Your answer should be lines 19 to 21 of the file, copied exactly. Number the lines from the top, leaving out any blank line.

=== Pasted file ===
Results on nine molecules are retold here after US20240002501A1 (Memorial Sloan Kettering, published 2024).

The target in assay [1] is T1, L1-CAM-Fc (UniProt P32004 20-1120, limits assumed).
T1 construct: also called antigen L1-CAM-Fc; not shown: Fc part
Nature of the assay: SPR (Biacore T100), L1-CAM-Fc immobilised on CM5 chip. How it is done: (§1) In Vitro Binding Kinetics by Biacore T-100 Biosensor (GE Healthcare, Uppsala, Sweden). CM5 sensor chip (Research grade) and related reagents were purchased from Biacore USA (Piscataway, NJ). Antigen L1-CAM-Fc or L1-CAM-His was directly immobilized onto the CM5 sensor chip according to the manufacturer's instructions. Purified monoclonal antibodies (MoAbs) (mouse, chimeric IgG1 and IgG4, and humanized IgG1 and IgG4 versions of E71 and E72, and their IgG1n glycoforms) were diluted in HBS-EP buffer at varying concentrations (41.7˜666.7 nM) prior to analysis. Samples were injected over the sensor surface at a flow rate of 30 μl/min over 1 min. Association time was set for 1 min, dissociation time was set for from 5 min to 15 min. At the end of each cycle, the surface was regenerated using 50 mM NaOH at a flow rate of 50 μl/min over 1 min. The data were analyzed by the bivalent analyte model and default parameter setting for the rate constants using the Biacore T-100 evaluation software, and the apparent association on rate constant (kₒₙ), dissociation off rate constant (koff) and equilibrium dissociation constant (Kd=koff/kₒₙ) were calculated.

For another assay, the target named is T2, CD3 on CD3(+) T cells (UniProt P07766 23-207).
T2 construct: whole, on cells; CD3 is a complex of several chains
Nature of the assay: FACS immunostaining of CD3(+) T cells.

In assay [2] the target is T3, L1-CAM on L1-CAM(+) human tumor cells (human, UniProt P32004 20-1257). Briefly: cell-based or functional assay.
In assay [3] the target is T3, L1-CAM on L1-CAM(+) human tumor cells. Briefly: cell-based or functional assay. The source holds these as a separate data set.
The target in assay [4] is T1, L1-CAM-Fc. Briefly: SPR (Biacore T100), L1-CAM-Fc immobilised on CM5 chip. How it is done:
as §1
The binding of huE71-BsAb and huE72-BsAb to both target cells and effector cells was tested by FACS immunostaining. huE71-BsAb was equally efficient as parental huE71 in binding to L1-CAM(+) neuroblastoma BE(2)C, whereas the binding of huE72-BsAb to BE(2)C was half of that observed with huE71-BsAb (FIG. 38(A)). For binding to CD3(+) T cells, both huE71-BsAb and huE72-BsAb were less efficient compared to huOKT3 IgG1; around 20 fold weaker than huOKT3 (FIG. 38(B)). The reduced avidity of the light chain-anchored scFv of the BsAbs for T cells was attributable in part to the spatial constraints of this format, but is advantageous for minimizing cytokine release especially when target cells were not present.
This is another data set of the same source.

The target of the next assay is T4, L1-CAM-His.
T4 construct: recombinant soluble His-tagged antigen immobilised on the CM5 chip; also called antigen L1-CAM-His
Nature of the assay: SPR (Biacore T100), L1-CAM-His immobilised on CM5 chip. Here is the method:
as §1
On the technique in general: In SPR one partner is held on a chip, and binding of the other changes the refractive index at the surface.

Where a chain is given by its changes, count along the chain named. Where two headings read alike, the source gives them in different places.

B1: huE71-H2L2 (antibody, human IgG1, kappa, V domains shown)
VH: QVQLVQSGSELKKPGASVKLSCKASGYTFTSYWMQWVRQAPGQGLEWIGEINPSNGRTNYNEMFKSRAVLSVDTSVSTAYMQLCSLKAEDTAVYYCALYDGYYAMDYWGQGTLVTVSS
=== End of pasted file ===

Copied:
Where a chain is given by its changes, count along the chain named. Where two headings read alike, the source gives them in different places.

B1: huE71-H2L2 (antibody, human IgG1, kappa, V domains shown)
VH: QVQLVQSGSELKKPGASVKLSCKASGYTFTSYWMQWVRQAPGQGLEWIGEINPSNGRTNYNEMFKSRAVLSVDTSVSTAYMQLCSLKAEDTAVYYCALYDGYYAMDYWGQGTLVTVSS